00:00 Today we're going to talk about testing for accessibility with NVDA, the open source window screen reader. I recommend that you open NVDA before your browser and it does work best with Firefox. To navigate around I'm going to press the down arrow key to start reading.
00:15 Banner, landmark, visited link. Visit the main page. Navigation, navigation, landmark, list with seven items. Visited link, alt plus, shift plus, see main page. Link contents. Link featured content. Link current events. Link alt plus shift plus X random article. Link donate to Wikipedia. Link Wikipedia. Store. Out of list interaction navigation landmark. Heading level three interaction.
00:37 The down arrow key in NVDA will cycle through content such as headings and links. Some of those links may be contained in lists or landmarks, so those groupings are announced as well. If I press the H key in NVDA it will cycle through the headings.
00:52 Tools, navigation, landmark, tools, heading, level three. Print slash export navigation landmark. Print slash export heading level three. In other projects navigation landmark. In other projects heading level three. Languages, navigation, landmark. Languages, heading level three. No next heading.
01:08 That H key will navigate through where I was in the source order. If I wanted to get a better idea of the overall structure of the page, I could use the elements list, which is similar to the rotor in voice over. I can open it using insert plus F7.
01:21 Insert being the NVDA key that you can map to your caps lock key or something else. Since I have a Windows third-party keyboard I can actually press my insert key and F7.
01:31 Elements list dialogue. Tree view. Languages navigation. 12 of 13. Level zero.
01:37 The elements list has three groupings of links, headings, and landmark types. To cycle through those different types I can press shift tab.
01:45 Type, grouping, landmarks, radio button, check alt plus D.
01:49 Because these are radio buttons I can use the arrow keys to get through each type.
01:53 Headings, radio button, check alt plus H. Links, radio button, check alt plus K.
01:59 Let's go back to headings.
02:01 Headings, radio button, check alt plus H.
02:04 If I press the tab key I can get back to the list and go through each item.
02:07 Tree view. Level one languages, six of six.
02:11 On my Windows keyboard if I press the page up key, it will take me back to the beginning of the list.
02:15 Level zero. From today's featured article. One of nine.
02:18 If I press the enter key it will close the elements list and take me to that heading.
02:22 Main landmark. From today's featured article. Heading level two.
02:26 From here I could use the H key to navigate through headings or the down arrow to get through all of the individual items.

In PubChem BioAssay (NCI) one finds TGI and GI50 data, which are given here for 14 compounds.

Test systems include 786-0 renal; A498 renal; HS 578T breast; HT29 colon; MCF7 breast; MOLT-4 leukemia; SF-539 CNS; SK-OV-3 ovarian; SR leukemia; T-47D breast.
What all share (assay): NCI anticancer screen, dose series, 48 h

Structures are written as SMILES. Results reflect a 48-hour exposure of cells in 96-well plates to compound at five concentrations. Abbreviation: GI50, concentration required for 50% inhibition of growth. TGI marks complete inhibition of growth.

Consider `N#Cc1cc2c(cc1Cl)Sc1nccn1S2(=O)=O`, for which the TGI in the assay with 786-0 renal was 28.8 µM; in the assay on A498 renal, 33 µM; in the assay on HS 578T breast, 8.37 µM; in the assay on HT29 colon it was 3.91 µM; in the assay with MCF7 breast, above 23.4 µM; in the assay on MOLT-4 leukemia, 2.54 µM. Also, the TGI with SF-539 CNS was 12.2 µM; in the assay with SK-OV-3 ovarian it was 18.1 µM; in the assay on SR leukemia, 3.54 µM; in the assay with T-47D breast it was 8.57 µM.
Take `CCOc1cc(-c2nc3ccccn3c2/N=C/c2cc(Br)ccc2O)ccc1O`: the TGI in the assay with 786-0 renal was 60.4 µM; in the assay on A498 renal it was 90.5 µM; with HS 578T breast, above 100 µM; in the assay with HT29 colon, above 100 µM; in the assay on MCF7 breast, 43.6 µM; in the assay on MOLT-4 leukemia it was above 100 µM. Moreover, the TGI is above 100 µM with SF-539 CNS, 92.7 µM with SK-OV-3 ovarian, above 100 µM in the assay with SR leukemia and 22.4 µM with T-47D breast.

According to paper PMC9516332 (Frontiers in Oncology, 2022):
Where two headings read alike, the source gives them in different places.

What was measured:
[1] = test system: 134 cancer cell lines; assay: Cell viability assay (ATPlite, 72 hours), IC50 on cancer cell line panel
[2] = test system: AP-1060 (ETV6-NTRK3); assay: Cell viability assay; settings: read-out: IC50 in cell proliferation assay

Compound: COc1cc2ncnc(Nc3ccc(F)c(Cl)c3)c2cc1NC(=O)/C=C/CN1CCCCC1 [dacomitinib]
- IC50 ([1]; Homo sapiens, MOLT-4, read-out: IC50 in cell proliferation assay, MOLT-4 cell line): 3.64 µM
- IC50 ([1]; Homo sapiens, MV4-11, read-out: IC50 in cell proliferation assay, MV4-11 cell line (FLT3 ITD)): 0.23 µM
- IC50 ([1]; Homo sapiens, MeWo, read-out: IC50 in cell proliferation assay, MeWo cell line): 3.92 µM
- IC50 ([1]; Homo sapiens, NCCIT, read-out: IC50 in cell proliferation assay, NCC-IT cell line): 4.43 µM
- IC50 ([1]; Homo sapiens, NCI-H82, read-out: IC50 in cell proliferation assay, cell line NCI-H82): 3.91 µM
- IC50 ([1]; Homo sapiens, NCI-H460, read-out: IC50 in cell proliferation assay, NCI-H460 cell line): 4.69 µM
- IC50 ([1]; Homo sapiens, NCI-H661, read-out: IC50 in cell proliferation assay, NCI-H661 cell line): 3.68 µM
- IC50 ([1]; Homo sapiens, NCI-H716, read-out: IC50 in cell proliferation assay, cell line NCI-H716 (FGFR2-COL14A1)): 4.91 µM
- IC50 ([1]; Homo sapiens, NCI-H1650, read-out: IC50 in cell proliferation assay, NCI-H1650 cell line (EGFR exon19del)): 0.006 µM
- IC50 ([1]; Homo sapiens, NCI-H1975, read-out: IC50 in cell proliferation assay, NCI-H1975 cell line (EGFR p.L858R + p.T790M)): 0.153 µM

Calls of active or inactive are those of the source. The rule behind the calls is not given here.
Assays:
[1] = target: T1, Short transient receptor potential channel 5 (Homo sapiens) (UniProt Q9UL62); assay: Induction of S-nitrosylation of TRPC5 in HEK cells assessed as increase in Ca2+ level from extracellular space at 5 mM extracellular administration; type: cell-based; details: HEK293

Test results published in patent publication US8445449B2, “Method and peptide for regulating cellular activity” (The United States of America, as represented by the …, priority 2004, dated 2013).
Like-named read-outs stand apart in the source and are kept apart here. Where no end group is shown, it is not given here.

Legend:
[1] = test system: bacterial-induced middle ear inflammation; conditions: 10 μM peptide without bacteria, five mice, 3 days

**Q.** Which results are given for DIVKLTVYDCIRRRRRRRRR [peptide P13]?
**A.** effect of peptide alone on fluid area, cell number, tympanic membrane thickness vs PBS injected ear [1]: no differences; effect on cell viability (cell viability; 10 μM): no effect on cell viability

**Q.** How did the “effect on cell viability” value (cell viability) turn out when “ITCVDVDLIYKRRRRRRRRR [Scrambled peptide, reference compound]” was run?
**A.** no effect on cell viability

02:31 Link graphic image of Baron Münchhausen by Gustave Dore. Link Baron Münchhausen is a fictional link nobleman created by German writer link Rudolf Erich Raspe in his 1,785.
02:43 Another thing that's helpful in a screen reader and for keyboard users in general are skip links.
02:47 Navigation, visited link.
02:49 The CSS for these skipped links is such that they appear on keyboard focus. If I press the enter key on one of these links it will take my focus to that section.
02:58 Search link. Search landmark heading level three. Clickable search. Edit alt plus, shift plus, edit button, go.
03:05 In a screen reader when your focus is sent to the section it will read all of the items that are in it, including headings or lists or form controls so you know what's in that section. For skip links you'll want to be sure you test them without the screen reader running with the keyboard only.
03:19 You may need to add tab and X of negative one onto the section you're sending focus to so that it can be focused by script or by skip link.
03:29 Another helpful way to navigate around would be to use the F key to get through form controls.
03:34 Search, edit, search Wikipedia. Alt plus, shift plus, F alt plus, shift plus, F.
03:38 If I press the F key again because we're in browse mode you'll see it will go to the next form control.
03:43 Go button. Go to a page with this exact name if it exists.
03:46 If I press shift plus F I can go back to the previous form control.
03:50 Out of list. Search landmark. Search edit. Search Wikipedia. Alt plus, shift plus, F alt plus, shift plus, F.
03:55 If I wanted to type in this control because I'm in browse mode I would need to get into focus mode, which I can trigger with insert plus space bar. You'll hear that typewriter sound to notify you that you are now in focus mode and you can type.
04:08 F, O, X.
04:11 If I wanted to get back out of focus mode, AKA forms mode, I could press insert plus space bar again. You hear that ding to tell you that you have exited focus mode. I can press the F key now to get to any form control.
04:24 Go button. Go to a page with this exact name if it exists.
04:26 These are just a few of the ways a screen reader user might navigate a web page or web application. They could also navigate by images or tables, all kinds of different ways. I recommend that you print out a quick reference guide, which I've included in the lesson notes.
04:41 That way you don't have to try and remember absolutely every keyboard command, but you can have it at arm's reach on your desk. It's important to test with screen readers so you know what the experience is like for people who rely on them.
04:52 You'll want to include alternative texts for images, semantic structure so people can navigate by headings and landmarks, as well as ensure that controls are interactive and operable from the keyboard and a screen reader.